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parts for 5 bolt switch
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PostPosted: Fri Jun 14, 2002 11:08 am    Post subject: Reply with quote

whats the minimum parts required to do a 5 bolt switch over from 4 bolt.
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Paul T.  

PostPosted: Fri Jun 14, 2002 11:09 am    Post subject: Reply with quote

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PostPosted: Sat Jun 15, 2002 2:21 am    Post subject: Reply with quote

I will soon be getting a setup from an 84 944 if that interest you.

Sean Ross
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PostPosted: Sat Jun 15, 2002 3:55 am    Post subject: Reply with quote

In case you didn't figure out what Paul T's message was, it was "read the FAQ".

The brake conversion is a simple bolt-on job that can be easily accomplished in less than a day, as long as the correct parts are obtained, and prepared in advance (replace caliper seals, headware, and pads as necessary).

The Technical Section as an article on the conversion that is a little short. If you are serious, email me directly, and I can give you more detailed instructions.

You should budget $300-$400 for the used parts that you will need (not including wheels), $150-$250 for replacement parts, and supplies (caliper seal kits are $10 each, assembly lube, brake fluid, brake hardware, brake pads, cv joint grease, grease, and oil seals). You will also need to buy a set of five bolt wheels (a set of 15 X 6 924S phone dials cost me $250 (plus shipping), and 15 inch tires (if you are not already running 15 inchers that you can move to you new wheels).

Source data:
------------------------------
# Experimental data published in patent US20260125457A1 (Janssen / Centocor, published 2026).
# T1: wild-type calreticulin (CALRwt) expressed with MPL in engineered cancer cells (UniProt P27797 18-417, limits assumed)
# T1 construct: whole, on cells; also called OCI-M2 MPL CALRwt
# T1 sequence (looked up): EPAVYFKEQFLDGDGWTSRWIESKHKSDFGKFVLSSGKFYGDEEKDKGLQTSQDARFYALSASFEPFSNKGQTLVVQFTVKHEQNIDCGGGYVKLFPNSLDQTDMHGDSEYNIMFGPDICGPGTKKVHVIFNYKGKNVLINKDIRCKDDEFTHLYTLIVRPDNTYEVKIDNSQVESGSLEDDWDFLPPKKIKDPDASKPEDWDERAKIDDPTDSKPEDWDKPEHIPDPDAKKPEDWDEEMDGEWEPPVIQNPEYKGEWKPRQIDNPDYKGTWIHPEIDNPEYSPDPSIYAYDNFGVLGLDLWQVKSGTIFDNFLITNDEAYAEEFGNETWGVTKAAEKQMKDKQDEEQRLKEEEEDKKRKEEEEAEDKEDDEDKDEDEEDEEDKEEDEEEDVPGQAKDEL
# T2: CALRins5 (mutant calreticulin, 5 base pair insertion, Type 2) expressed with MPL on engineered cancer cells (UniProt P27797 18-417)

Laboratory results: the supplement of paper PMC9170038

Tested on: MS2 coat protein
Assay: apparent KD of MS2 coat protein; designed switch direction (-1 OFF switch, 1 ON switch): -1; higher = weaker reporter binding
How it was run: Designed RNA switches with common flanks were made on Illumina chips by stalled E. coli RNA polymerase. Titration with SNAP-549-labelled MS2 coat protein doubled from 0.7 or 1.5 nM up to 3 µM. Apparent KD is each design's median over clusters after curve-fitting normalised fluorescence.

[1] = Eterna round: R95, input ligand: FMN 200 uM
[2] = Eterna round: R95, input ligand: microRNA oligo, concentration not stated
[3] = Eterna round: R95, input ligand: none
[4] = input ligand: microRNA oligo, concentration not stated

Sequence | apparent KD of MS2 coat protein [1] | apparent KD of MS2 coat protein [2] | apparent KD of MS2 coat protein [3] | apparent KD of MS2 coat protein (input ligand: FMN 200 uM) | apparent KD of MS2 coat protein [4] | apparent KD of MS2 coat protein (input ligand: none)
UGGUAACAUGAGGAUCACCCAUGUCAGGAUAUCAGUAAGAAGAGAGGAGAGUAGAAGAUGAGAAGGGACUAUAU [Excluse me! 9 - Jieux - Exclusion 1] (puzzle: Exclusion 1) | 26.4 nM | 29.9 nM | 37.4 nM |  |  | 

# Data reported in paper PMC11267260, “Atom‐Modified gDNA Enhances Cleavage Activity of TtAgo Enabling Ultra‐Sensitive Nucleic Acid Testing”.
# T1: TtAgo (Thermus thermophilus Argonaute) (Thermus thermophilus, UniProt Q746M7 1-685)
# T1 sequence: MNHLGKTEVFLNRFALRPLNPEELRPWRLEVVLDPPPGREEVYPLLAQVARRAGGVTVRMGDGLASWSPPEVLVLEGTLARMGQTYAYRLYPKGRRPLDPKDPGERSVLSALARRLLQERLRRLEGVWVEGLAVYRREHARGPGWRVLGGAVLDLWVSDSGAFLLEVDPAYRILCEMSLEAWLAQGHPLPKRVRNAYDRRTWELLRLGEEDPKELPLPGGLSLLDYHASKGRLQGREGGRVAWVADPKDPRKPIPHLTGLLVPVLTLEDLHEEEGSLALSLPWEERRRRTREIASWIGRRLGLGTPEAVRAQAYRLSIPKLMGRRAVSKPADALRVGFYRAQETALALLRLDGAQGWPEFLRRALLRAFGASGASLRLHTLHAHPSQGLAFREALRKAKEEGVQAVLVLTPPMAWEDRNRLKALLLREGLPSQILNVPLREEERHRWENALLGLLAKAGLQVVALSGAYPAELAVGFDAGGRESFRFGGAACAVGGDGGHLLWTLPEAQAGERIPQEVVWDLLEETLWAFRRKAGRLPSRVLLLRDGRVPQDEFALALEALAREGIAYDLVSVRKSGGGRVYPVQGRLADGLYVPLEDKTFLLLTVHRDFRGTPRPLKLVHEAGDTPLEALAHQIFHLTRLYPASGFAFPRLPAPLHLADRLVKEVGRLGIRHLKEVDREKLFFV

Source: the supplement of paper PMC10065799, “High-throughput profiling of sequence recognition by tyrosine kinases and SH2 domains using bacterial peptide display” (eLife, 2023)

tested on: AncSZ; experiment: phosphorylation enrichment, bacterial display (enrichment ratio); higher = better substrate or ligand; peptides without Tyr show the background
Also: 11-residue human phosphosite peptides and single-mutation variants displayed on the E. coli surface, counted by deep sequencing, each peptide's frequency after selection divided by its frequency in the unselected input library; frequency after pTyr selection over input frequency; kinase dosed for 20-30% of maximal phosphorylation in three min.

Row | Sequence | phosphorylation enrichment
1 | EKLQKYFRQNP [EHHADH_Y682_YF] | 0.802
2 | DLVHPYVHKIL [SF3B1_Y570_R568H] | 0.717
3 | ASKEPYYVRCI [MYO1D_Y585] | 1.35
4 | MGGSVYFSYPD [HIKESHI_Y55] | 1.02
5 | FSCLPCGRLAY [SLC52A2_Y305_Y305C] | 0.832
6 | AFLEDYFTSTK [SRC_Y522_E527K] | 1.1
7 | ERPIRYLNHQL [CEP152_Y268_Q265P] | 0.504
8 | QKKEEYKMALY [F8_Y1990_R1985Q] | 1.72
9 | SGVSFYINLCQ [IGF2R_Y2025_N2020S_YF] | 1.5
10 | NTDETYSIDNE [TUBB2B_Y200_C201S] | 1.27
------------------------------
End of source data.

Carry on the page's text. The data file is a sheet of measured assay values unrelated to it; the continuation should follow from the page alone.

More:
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PostPosted: Sat Jun 15, 2002 4:08 am    Post subject: Reply with quote

I am going to part out my 83 944 starting next week. I need to give the potential friend who wanted to buy it until then.

Anyway I have all the parts some one would need to do the conversion. Come and take the parts off and save yourself ship charges.... anyone in the NE area I am in Mass. Cost for the parts smack dab in the middle of the quote above. Say $340. Do not have wheels for you though since I have Fuch Alloys that are going to go for much more than the cost of the brakes.

Also have a 5spd with Limited slip dif. Price will be $750.